Sometimes it takes a federal judge to point out the obvious.
Take, for example, the situation where you want to depose a bunch of employees of the opposing party.
How do you do that?
Can you just notice them for deposition?
Turns out the answer is no:
Although these six employees may well be able to provide relevant information (or information likely to lead to admissible evidence), the Court nonetheless cannot compel Plaintiff to produce them for deposition. Only a party to the litigation may be compelled to give deposition testimony pursuant to a notice of deposition. If the party is a corporation, it’s deposition may be noticed pursuant to Federal Rule of Civil Procedure 30(b)(6), in which case the corporation must designate an individual to testify as the corporate representative. Alternatively, the party seeking a corporate deposition may identify a specific officer, director, or managing agent to be deposed and notice that individual under Federal Rule of Civil Procedure 30(b)(1). But, a corporate employee who does not qualify as an officer, director, or managing agent is not subject to deposition by notice.How about that?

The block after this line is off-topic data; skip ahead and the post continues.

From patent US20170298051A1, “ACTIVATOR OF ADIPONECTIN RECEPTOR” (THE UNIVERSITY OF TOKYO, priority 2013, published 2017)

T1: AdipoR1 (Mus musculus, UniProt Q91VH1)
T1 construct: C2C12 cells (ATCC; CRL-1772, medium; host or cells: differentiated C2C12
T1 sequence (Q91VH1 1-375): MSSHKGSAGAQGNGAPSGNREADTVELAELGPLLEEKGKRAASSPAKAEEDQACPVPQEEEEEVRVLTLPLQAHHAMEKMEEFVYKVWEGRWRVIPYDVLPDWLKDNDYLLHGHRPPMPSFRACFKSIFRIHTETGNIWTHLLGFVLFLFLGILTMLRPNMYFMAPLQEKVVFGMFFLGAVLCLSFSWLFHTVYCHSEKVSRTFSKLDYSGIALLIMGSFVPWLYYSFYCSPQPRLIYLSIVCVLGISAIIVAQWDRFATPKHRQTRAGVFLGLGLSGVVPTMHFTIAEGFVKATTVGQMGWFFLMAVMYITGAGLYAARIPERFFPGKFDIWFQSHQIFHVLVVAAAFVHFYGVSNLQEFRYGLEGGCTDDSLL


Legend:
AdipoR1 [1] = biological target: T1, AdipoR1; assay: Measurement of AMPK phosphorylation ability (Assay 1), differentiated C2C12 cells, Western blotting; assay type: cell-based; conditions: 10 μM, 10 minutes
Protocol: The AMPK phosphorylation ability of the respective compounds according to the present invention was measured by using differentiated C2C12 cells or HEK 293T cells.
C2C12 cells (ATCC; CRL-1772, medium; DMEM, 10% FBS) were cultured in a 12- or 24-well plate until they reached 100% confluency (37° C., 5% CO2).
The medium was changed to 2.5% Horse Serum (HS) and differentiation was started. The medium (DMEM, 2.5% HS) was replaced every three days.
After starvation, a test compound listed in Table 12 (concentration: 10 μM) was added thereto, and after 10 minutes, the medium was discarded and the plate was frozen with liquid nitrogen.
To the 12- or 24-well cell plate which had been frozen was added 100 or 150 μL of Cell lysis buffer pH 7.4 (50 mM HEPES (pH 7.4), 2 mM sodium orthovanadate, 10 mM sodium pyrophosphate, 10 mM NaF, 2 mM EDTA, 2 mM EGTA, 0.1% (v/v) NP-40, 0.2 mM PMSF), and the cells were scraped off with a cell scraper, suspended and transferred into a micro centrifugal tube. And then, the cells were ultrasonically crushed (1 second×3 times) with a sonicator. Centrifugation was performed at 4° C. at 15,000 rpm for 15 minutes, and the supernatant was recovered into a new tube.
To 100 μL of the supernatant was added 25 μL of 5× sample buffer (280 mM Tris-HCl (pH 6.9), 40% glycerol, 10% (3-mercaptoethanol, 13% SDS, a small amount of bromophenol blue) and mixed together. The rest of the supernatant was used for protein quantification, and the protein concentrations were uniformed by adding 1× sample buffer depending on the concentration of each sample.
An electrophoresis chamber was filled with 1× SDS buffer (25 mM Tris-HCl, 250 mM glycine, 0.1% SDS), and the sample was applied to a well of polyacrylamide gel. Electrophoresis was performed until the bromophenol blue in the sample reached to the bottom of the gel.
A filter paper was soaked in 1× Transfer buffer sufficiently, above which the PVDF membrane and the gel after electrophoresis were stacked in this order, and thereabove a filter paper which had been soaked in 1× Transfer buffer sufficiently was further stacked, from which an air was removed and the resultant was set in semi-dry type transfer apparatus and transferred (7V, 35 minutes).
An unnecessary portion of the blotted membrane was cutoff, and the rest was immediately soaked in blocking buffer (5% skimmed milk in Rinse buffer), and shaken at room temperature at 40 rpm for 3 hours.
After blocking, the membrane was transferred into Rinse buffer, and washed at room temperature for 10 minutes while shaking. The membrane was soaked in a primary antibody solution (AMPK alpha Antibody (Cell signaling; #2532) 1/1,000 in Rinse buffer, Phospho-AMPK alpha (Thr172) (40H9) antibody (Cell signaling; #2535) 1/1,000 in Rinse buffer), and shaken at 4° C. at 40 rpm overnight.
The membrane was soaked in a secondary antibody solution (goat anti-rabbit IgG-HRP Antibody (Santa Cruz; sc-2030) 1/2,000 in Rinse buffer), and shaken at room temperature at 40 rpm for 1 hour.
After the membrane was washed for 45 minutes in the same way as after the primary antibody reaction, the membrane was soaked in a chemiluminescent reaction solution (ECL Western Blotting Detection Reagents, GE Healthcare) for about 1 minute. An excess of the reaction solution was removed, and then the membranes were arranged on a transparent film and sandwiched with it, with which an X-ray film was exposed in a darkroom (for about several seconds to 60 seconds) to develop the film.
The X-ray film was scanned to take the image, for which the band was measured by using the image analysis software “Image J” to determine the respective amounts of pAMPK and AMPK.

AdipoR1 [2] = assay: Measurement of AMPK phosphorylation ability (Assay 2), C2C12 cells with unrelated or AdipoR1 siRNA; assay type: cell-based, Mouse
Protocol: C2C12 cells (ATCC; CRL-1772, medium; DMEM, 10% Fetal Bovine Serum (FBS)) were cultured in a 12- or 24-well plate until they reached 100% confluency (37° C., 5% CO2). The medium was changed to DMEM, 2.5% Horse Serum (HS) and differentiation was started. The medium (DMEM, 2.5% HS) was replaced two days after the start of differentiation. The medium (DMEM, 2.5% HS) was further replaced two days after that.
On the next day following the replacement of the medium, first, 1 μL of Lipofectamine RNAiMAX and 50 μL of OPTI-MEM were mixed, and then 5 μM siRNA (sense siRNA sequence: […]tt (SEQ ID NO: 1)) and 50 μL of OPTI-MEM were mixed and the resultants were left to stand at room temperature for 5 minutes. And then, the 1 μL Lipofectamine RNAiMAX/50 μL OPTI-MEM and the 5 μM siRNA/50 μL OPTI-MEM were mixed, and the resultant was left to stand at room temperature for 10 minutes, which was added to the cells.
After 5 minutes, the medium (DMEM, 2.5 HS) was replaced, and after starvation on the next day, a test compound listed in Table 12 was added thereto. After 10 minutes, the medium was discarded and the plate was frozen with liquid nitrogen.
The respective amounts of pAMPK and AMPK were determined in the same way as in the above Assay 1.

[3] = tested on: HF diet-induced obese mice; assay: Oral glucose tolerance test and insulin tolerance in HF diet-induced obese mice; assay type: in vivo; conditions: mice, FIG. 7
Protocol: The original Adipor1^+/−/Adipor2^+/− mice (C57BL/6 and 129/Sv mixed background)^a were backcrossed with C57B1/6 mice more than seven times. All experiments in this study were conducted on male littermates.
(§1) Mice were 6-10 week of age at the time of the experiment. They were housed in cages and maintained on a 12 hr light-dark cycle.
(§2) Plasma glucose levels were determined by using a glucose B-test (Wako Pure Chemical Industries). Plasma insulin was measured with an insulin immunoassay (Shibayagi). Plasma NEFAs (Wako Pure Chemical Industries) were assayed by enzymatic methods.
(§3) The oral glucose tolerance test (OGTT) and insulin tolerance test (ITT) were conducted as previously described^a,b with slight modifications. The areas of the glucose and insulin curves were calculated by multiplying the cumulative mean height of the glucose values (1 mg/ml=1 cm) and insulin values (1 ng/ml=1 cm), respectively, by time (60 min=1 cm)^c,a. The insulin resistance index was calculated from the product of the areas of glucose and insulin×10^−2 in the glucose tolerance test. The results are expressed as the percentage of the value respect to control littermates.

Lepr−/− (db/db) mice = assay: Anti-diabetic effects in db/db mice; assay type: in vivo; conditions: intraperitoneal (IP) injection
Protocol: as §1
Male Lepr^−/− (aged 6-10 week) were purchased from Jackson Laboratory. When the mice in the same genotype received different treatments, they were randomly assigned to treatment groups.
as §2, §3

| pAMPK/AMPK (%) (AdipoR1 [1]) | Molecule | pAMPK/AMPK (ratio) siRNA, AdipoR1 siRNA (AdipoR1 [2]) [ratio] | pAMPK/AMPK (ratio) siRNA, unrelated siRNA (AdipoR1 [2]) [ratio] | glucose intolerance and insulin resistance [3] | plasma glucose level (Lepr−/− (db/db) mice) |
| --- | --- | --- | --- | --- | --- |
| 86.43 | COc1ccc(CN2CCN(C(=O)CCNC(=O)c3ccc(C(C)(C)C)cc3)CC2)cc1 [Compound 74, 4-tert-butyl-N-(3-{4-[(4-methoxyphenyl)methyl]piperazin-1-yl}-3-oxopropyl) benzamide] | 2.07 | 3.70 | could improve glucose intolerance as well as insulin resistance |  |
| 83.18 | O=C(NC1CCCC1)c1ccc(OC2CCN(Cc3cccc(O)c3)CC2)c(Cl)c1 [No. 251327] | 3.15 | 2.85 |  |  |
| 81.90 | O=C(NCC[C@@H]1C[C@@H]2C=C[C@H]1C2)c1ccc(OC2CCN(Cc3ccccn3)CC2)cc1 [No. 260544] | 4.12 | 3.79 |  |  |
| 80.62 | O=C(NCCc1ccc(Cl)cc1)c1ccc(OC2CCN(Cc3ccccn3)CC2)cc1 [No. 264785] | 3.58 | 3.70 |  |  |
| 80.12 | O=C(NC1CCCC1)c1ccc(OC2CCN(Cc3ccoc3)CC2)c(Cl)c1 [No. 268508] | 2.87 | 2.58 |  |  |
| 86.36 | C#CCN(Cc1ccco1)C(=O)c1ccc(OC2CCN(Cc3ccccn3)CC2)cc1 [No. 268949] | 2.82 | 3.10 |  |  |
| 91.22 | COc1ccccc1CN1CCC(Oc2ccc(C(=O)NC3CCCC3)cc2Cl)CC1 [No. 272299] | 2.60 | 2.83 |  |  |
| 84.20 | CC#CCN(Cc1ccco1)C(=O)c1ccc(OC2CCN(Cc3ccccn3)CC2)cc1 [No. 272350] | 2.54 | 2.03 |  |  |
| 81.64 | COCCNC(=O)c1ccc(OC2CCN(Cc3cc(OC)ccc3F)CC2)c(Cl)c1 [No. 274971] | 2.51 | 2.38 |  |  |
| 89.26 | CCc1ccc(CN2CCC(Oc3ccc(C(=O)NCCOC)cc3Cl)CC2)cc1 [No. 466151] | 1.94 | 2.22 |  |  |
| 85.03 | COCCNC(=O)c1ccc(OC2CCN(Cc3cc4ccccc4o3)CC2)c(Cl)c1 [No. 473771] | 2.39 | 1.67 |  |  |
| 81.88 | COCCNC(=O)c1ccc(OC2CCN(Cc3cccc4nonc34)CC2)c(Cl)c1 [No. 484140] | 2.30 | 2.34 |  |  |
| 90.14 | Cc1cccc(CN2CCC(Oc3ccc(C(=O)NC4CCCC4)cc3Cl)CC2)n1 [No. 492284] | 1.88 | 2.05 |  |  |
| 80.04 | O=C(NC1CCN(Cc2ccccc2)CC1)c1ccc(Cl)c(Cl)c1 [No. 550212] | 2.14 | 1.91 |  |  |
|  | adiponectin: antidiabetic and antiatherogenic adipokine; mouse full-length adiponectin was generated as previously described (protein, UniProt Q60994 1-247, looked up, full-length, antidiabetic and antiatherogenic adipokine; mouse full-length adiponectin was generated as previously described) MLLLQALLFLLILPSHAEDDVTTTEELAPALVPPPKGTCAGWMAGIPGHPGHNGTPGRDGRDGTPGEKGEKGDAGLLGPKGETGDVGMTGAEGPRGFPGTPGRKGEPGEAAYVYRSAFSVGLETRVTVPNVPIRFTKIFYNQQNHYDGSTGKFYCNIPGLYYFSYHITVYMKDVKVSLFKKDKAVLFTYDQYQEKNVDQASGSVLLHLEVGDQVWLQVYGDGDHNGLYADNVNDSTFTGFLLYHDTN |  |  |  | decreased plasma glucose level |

You learn something new every day!